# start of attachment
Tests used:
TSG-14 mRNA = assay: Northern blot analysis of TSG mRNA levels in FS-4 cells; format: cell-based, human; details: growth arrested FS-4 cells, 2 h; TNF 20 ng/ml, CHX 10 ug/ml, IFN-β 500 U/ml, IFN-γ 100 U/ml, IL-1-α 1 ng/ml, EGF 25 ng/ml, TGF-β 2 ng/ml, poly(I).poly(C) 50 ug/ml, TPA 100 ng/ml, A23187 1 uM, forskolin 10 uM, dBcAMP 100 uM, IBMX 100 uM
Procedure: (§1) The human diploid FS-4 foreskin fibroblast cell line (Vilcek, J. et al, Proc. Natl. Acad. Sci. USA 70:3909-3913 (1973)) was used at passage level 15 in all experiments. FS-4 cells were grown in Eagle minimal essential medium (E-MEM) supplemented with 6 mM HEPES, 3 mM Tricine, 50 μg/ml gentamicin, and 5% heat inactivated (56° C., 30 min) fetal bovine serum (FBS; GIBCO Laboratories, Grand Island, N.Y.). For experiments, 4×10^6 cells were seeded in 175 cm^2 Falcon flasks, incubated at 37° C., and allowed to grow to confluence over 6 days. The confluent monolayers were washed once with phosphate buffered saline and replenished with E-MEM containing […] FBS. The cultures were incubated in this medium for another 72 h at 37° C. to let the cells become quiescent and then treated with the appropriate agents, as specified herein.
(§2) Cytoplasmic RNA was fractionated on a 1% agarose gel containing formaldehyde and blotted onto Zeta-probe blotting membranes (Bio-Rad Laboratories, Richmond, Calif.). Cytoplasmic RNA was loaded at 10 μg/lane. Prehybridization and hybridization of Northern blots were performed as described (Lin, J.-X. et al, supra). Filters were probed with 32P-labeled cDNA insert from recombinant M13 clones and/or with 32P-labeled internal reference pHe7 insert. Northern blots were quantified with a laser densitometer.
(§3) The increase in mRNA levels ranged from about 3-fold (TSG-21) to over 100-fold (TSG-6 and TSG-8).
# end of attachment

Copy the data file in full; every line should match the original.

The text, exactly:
Tests used:
TSG-14 mRNA = assay: Northern blot analysis of TSG mRNA levels in FS-4 cells; format: cell-based, human; details: growth arrested FS-4 cells, 2 h; TNF 20 ng/ml, CHX 10 ug/ml, IFN-β 500 U/ml, IFN-γ 100 U/ml, IL-1-α 1 ng/ml, EGF 25 ng/ml, TGF-β 2 ng/ml, poly(I).poly(C) 50 ug/ml, TPA 100 ng/ml, A23187 1 uM, forskolin 10 uM, dBcAMP 100 uM, IBMX 100 uM
Procedure: (§1) The human diploid FS-4 foreskin fibroblast cell line (Vilcek, J. et al, Proc. Natl. Acad. Sci. USA 70:3909-3913 (1973)) was used at passage level 15 in all experiments. FS-4 cells were grown in Eagle minimal essential medium (E-MEM) supplemented with 6 mM HEPES, 3 mM Tricine, 50 μg/ml gentamicin, and 5% heat inactivated (56° C., 30 min) fetal bovine serum (FBS; GIBCO Laboratories, Grand Island, N.Y.). For experiments, 4×10^6 cells were seeded in 175 cm^2 Falcon flasks, incubated at 37° C., and allowed to grow to confluence over 6 days. The confluent monolayers were washed once with phosphate buffered saline and replenished with E-MEM containing […] FBS. The cultures were incubated in this medium for another 72 h at 37° C. to let the cells become quiescent and then treated with the appropriate agents, as specified herein.
(§2) Cytoplasmic RNA was fractionated on a 1% agarose gel containing formaldehyde and blotted onto Zeta-probe blotting membranes (Bio-Rad Laboratories, Richmond, Calif.). Cytoplasmic RNA was loaded at 10 μg/lane. Prehybridization and hybridization of Northern blots were performed as described (Lin, J.-X. et al, supra). Filters were probed with 32P-labeled cDNA insert from recombinant M13 clones and/or with 32P-labeled internal reference pHe7 insert. Northern blots were quantified with a laser densitometer.
(§3) The increase in mRNA levels ranged from about 3-fold (TSG-21) to over 100-fold (TSG-6 and TSG-8).